Pakistan must make a choice
The war in Ukraine, in all of its aspects, is having a dangerous cascading impact on a world economy that was already been hammered by COVID-19. As well as climate change, with particularly dramatic results consequences for emerging nations. According to UNCTAD predictions, the global economy will grow by a full percentage point. GDP growth is less than predicted as a result of the war, which is already causing significant disruption of already tight food, energy, and financial markets.
Ukraine and the Russian Federation are breadbaskets of the globe. They supply over 30 percent of the world’s wheat and barley, one-fifth of its maize, and more than half of its sunflower oil. At the same time, Russia is the world’s greatest natural gas exporter and second-largest oil exporter. Together, Belarus and the Russian Federation export over one-fifth of the world’s fertilizers.
As a result of the war, commodities prices are reaching new all-time highs. The United Nations Food and Agriculture Organization (FAO) issued its third straight record food price index on April 8; 2022. Food prices are 34 percent higher than this time last year and have never been this high since the FAO started measuring them.
Almost 50 nations rely on the Russian Federation and Ukraine for at least 30 percent of their wheat imports. 26 nations rely on these two countries for more than half of their wheat imports. In that context, this war will have many consequences for global markets and food security, posing a challenge to many countries, particularly low-income food import dependent countries and vulnerable population groups.
The Russian invasion of Ukraine raises issues of national sovereignty, democracy versus autocracy, human rights, and the global international order. This implies that, whatever happens, it might be a defining moment in the world’s security environment. The current security architecture as we know it, established after World War Two, could be overthrown. This might also have an impact on the global economy. According to UBS, global markets have grown increasingly volatile as investors assess the impact of the Ukrainian conflict, anticipated interruptions in commodity flows, and the tightening of global sanctions against Russia.
This conflict has also impacted the national policy of Pakistan. As soon as the invasion started, Pakistani politicians had to take a stand– and quickly. There were two opposing points of view. The first stated that because Pakistan had just established a strategy of maintaining relations with every major world power, it made pragmatic sense to pursue a policy that would not jeopardize this opening with Russia. Proponents of this argument would argue that the USA had engaged in aggression against sovereign countries and was an untrustworthy friend. Much in line with this thinking, Pakistan’s response included two crucial elements: de-escalate the situation and resolve it peacefully.
According to the second school of thinking, Pakistan had prolonged periods of close engagement with the USA, and it remained its top trading partner even now, while political and economic collaboration with Russia was almost non-existent. When Pakistan elected to abstain from voting at the UN, supporters of this viewpoint were quick to question why Pakistan’s action seemed to be upsetting the USA and Europe.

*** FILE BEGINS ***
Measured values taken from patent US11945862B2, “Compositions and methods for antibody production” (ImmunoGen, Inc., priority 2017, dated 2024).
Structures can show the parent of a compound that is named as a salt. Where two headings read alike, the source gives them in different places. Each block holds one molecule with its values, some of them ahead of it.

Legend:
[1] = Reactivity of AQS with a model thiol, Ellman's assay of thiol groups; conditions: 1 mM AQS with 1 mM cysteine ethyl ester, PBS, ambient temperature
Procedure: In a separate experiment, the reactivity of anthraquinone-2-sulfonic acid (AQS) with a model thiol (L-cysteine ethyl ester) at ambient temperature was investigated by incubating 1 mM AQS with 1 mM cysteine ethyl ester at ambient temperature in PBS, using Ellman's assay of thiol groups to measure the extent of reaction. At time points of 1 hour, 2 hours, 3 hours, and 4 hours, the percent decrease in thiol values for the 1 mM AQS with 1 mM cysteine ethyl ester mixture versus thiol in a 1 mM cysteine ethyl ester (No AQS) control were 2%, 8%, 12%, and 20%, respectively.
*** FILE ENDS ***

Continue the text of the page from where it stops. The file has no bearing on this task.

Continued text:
But, in the end, it should not come down to whose side Pakistan should back. After all, Pakistan has strong bilateral relations with both the USA and Russia. What matters is whether Pakistan adheres to the values expressed in the UN Charter. In an age of unilateralism and pre-emptive strikes, Pakistan must take a stand based on fundamental norms of interstate relations.
The position is far from ideal for Pakistan, which wants to strengthen ties with Russia without compromising relations with Western nations. Caught between a rock and a hard place, the administration declared a neutral stance, refusing to support any side. However, this “no camp politics” stance is not a response to the Ukraine issue. Pakistan has previously attempted to manage its relations with the USA and China; Russia and the European Union are just new weights in this balancing game.
Pakistan’s neutrality policy accords nicely with the region’s developing geopolitics and national interests. The majority of Islamabad’s recent actions indicate a bias toward Moscow rather than a neutral posture. A few words in favor of Ukrainian sovereignty and asking Putin to address the issue diplomatically are insufficient to balance this. If Pakistan genuinely desires a neutral position, it would require a substantial scaled-up plan to repair its ties with Western countries.
The problem for Pakistan is to strengthen connections with Russia, preserve ties with China, and avoid alienating itself from the USA. Pakistan must recognize that its recent actions and rhetoric are moving it towards the Sino-Russian camp. If it truly believes in a no-camp politics, it must re-establish relations with Western nations by taking a firm stand against Russia’s war on Ukraine.
Unlike Islamabad’s fear that taking such a stance would bind it to Western policies, condemning the invasion on the basis of its support for Ukraine’s territorial integrity would help elevate its diplomatic standing in the world and restore it to a more balanced position, which its recent actions have shifted away from.
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